Candy Roaster Squash, and Pie!

Argument: the candy roaster squash is cooler than whatever squash you’re currently eating or making into pie.

Now, you may be asking yourself, what on earth is she talking about? What is this candied squash, and how is it better than my pie pumpkin?

My friends, I speak of the wonders of the candy roaster squash, a particularly sweet heirloom variety of winter squash (that is, a storage squash that will last through the winter) that, especially in my home state of North Carolina, has been through quite a lot to be around today. Some say that it’s even sweet enough to make pie without added sugar *gasp!* which I’m totally willing to try in the future.

If you have heard of or seen a candy roaster, you’ve likely stumbled across the North Georgia variety, which is what I found and used for my pie recipe below. It’s an enormous, oblong, pale orange squash with tangerine-colored flesh.

This was a medium-sized candy roaster, measuring at about two feet in length. Whew!

We attempted to grow some of these this past spring, but a combination of a late frost, late planting, and a very wet, cool summer yielded almost nothing in the squash department, let alone anything for an heirloom variety. Sigh.

Ahem. What appears to be coming back, thanks to seed saving largely thanks to Cherokee farmers, is the North Carolina candy roaster, which comes in many shapes, colors, and sizes (though they’re all pretty large compared to little pumpkin pie pumpkins). I’d like to grow some of my own and keep the heirloom going for the future at some point, but our semi-suburban location, and our neighbors’ penchant for growing other squashes, might make that impossible for now. Ah, well.

Anyway, for more information about the North Carolina candy roaster squash and its seed-saving journey, check out this article and radio excerpt from ASAP (our local sustainable farming organization), as well as this article from a local publication. Very cool!

But back to cooking with the candy roaster. You may now be wondering, besides its history and unique appearance, why I like the candy roaster squash so much, especially since this was the first time I’ve ever worked with it.

Let’s start with the basics. Like the sweet kabocha squash, which I discussed in my pumpkin puree post, the candy roaster has minimal strings and seeds to scoop out when using the flesh for pies, soups, and the like.

Unlike many other pumpkins and hard squashes I’ve cooked with, this one was also easier to cut through with my regular chef’s knife, thanks to a slightly thinner skin. (Regardless, I intend to get a cleaver very soon for this very purpose, as well as, y’know, having a cool cleaver.)

As I mentioned before, this bugger is BIG. With a large-ish kabocha squash, I can get about 6-8 cups of puree. With this medium candy roaster, I got 16 cups of orange gold, and it’s glorious.

And the taste? I’ve waxed poetic about how much I love pumpkin, and how much I hate when “pumpkin spice” flavoring negates that delicate taste. The candy roaster is like pumpkin x 4, with a flavor also unique to itself. Like its name suggests, it’s sweeter than a regular pumpkin, and requires less sugar for baking applications. I’m excited to try it for savory recipes in the future, too!

But I’ve bragged about this squash long enough, and owe you a recipe so you can try it for yourself. You’re not likely to find a candy roaster at your supermarket, but you may have better luck at your local farmer’s market, especially if you live in the South. If you can’t your hands on one, this recipe works for regular pumpkin (or other winter squash) pie, as well – you just may need to increase the sugar, if that’s your bag. It’s also designed for homemade puree, which usually has a bit more moisture than canned pumpkin, so adjust your liquids according to what you’re using.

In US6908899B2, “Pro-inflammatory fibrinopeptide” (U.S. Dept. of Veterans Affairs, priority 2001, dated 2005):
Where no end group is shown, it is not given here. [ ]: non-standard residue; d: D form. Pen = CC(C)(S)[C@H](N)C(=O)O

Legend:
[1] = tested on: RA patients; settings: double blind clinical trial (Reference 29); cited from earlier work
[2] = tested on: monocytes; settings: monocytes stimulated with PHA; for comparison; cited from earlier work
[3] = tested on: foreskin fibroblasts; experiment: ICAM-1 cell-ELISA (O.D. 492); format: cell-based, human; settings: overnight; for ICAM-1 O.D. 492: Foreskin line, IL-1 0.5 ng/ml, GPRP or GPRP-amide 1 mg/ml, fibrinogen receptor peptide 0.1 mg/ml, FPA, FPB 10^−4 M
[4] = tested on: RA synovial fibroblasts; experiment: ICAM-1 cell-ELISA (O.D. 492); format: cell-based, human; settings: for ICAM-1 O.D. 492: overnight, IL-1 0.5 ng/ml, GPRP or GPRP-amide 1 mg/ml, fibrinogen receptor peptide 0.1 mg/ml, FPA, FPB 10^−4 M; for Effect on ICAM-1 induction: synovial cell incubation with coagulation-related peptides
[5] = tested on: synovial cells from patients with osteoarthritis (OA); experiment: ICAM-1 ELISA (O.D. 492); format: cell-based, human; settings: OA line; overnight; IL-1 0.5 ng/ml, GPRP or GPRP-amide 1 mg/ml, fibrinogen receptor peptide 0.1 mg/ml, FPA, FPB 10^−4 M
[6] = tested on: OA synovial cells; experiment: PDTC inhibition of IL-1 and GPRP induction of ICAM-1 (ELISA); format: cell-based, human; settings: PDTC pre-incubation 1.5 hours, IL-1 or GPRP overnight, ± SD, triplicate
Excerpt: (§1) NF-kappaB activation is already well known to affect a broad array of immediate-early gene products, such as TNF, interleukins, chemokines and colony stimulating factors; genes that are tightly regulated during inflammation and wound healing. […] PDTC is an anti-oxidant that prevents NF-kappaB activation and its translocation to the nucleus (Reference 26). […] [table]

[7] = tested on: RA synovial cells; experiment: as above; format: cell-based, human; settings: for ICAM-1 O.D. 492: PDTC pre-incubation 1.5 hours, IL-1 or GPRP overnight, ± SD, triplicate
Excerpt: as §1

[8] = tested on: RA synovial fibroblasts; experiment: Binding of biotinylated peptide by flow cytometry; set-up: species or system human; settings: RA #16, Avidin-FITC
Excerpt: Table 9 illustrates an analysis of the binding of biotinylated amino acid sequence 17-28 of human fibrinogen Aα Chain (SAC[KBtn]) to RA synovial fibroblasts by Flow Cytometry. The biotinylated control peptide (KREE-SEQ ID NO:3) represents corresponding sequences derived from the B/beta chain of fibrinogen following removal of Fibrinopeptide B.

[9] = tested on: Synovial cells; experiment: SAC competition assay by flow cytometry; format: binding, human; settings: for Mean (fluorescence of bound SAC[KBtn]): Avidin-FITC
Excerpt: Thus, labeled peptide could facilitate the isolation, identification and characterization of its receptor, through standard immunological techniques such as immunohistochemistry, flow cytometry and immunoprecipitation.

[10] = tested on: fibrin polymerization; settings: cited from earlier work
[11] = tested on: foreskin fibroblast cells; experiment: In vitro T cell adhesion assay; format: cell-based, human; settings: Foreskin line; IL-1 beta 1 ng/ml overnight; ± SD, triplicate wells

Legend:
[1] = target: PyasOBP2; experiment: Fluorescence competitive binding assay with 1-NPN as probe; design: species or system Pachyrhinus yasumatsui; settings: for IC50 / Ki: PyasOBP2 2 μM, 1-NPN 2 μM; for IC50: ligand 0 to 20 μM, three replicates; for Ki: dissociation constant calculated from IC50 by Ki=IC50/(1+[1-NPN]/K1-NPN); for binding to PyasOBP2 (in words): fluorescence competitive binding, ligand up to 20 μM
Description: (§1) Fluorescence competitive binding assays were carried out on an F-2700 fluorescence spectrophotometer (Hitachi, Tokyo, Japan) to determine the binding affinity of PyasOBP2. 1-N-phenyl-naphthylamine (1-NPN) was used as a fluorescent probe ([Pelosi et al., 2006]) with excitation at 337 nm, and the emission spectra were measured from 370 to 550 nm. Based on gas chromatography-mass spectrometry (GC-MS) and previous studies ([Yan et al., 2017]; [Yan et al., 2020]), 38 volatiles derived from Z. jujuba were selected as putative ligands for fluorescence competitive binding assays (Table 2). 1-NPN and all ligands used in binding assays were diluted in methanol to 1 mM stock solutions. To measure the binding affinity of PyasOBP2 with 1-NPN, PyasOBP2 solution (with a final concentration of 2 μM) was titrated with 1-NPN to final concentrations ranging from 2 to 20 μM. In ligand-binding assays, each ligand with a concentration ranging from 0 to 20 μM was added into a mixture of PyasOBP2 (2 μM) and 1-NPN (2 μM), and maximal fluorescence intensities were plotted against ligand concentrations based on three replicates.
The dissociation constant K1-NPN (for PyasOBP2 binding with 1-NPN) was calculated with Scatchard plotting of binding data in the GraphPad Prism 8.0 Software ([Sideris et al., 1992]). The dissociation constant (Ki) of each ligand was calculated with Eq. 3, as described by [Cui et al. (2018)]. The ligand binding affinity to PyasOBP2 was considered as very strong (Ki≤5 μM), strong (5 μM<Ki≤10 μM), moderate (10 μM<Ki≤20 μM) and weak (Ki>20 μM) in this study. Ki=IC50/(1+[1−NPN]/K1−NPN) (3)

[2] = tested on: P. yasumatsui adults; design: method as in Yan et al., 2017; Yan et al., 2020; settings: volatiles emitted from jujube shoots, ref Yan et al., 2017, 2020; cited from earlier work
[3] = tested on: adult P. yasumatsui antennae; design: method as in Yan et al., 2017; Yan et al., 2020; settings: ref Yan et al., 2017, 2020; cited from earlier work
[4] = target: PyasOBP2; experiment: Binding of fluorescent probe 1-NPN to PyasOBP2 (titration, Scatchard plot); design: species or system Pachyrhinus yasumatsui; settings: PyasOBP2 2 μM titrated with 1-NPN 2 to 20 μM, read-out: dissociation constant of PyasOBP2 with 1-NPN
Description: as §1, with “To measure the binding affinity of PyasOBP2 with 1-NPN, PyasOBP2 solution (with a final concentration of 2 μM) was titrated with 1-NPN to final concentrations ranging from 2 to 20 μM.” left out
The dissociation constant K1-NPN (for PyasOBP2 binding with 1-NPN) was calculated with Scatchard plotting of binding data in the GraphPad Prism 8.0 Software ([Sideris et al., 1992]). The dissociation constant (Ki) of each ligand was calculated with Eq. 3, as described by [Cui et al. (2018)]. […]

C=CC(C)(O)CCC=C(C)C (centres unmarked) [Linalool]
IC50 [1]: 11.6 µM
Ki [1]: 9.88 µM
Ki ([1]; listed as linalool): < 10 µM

Let’s make pie!

Candy Roaster (or Pumpkin) Pie

  • Servings: 8-10
  • Print

You can use this recipe for other winter squashes besides the candy roaster - adjust sweetness to your liking. This recipe is designed for homemade squash puree, but if canned pumpkin is all you’ve got, you may need to increase the amount of milk.


you will need:

  • 1 recipe Basic Pie Crust (single crust)
  • 1 ½ c candy roaster or other winter squash puree
  • 1 c undiluted evaporated milk, half and half, or whole milk
  • 3 large eggs
  • scant ½ c sugar
  • ¼ tsp sea salt
  • ½ tsp cinnamon
  • ¼ tsp freshly-grated nutmeg
  • ⅛ tsp allspice

Directions

  1. Preheat oven to 350 degrees F. You’re going to blind bake your crust first (meaning, you’ll bake it halfway by itself so it doesn’t get soggy from the custard filling). Pat cold pie crust into a pie plate, shaping the edges as desired (fluted, forked, etc.). Line the crust with foil, then use pie weights or dried beans to weigh down both the crust and the foil. Bake at 350 degrees F for 10-12 minutes minutes, or until the crust looks dry and has darkened a bit in color. Remove the foil and pie weights, bake for another 10 minutes, then remove from oven and cool briefly on a wire rack. Increase the oven temperature to 375 degrees F.
  2. Meanwhile, prepare the filling (as with quiche, you can do this in a bowl or a large liquid measuring cup with a spout): beat the eggs and sugar with a whisk or electric mixer until well combined, then add the spices and salt. Mix in the squash puree, then the milk, until well combined.
  3. Place pie crust onto a rimmed baking sheet (this will catch any buttery drips), then carefully pour the filling into the pie crust. Bake at 375 degrees F for 45-55 minutes until the edges are set, but the center is still a little jiggly (the custard should not be liquidy, nor should it be entirely set). Remove from the oven, and cool on a wire rack. Serve at room temperature or cold. Store wrapped in the refrigerator.

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